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Festival of Holi on 27 March 2013 - Come, enjoy & Play Holi in India

The festival of Holi has a special significance where essential elements are viz, unity and togetherness. This is the right time to forget all the differences and get involved in pure fun. There is no discrimination of cast, creed, color, race, status or sex while one celebrates Holi in full vigor. People sprinkle colored powder (gulal) and colored water on each other and that is the most important part of the celebration.

Scheduled for March 27, 2013, the Festival of Holi infuses vibrancy and enthusiasm amongst people in India and abroad. A large number of tourists are attracted towards this grand affair of Holi celebration. 

The spring festival of the Hindus is observed in India, Nepal, Sri Lanka, and countries which have large Hindu diasporas. Many parts of the country celebrate Holi but the most famous areas are Mathura, Vrindavan, Nandagaon, and Barsana.

People all over India play Holi much the same way.  A night before the full moon, crowds of people gather together and light huge bonfires to burn the residual dried leaves and twigs of the winter. The next day people come together to celebrate it by throwing colours – water and powders (gulal and kumkum) at each other and make merry. A lot of local goodies are made in households and all love singing, dancing & drinking.

Holi has various legends associated with it. The foremost is the legend of demon King Hiranyakashyap who demanded everybody in his kingdom to worship him but his pious son, Prahlad became a devotee of Lord Vishnu. Hiranyakashyap wanted his son to be killed. He asked his sister Holika to enter a blazing fire with Prahlad in her lap as Holika had a boon which made he immune to fire. Story goes that Prahlad was saved by lord himself for his extreme devotion and evil minded Holika was burnt to ashes, for her boon worked only when she entered the fire alone.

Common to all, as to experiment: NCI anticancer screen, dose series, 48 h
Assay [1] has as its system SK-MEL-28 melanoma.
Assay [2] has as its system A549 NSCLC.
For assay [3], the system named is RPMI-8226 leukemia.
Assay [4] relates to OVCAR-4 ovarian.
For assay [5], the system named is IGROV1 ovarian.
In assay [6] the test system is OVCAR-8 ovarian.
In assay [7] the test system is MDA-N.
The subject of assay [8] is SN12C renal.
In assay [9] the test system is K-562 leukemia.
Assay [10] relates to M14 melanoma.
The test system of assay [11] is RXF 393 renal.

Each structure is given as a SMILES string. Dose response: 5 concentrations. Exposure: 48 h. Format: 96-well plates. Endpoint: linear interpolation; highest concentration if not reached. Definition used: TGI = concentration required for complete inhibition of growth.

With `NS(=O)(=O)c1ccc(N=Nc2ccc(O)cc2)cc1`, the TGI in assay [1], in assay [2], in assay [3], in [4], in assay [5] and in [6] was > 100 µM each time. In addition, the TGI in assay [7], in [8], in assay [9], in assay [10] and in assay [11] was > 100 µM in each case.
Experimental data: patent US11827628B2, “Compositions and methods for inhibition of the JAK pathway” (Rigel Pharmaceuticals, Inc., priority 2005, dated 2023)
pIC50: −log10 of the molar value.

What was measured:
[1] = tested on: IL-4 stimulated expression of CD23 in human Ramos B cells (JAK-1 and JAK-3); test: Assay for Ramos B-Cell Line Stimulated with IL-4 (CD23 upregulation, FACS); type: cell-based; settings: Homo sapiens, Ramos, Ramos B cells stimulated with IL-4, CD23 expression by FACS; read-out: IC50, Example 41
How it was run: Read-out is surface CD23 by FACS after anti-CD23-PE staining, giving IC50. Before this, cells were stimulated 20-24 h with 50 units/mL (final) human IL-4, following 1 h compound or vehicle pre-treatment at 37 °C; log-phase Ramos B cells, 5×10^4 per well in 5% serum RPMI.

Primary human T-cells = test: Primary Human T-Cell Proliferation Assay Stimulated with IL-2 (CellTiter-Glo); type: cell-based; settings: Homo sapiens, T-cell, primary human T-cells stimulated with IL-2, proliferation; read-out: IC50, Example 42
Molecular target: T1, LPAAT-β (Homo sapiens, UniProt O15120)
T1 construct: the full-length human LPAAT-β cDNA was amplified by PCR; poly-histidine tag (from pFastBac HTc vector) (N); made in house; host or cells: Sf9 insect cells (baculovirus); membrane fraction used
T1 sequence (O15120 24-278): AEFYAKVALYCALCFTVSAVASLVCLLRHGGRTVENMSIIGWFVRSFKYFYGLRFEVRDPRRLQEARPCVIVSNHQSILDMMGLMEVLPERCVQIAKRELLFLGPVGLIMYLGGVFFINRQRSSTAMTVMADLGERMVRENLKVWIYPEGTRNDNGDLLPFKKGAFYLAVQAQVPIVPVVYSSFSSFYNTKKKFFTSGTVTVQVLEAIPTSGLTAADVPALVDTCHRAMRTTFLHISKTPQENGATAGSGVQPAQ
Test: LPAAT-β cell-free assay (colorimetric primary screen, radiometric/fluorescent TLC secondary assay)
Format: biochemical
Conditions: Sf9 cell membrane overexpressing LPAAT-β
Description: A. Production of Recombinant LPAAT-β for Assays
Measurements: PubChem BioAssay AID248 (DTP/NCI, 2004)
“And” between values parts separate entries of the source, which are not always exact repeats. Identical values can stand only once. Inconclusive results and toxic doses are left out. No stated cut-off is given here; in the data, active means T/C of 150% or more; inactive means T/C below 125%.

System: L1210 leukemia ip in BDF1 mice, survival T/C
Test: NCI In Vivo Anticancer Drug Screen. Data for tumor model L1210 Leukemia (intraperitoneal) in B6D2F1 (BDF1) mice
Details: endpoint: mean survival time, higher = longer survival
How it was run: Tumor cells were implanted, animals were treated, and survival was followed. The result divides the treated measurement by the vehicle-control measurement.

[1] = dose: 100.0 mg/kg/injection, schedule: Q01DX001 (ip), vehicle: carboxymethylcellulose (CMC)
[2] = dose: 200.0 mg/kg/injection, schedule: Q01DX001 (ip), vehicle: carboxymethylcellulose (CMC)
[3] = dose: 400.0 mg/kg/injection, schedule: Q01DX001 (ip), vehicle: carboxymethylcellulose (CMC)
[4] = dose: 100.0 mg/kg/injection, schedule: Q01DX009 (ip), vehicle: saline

Since that time, people light a bonfire, called Holika on the eve of Holi festival and celebrate the victory of good over evil and also the triumph of devotion to god. Children take special delight in the tradition and this has another legend attached to it. It says that there was once an ogress Dhundhi who used to trouble children in the kingdom of Prithu. She was chased away by children on the day of Holi. Therefore, children are allowed to play pranks at the time of ‘Holika Dahan’. 

Every year it is celebrated on the day after the full moon in early March and glorifies good harvest and fertility of the land. It is also time for spring harvest. The new crop refills the stores in every household and perhaps such abundance accounts for the riotous merriment during Holi. This also explains the other names of this celebration – ‘Vasant Mahotsava’ and ‘Kama Mahotsava’.

The festival is also believed to be a celebration of Radha’s undying love for Lord Krishna. Still another mythological tale states that when Lord Shiva destroyed Kamadeva, he later resurrected him for the sake of his wife Rati.

We have special Holi Tours, where we invite you to come, play & enjoy Holi with us in India ...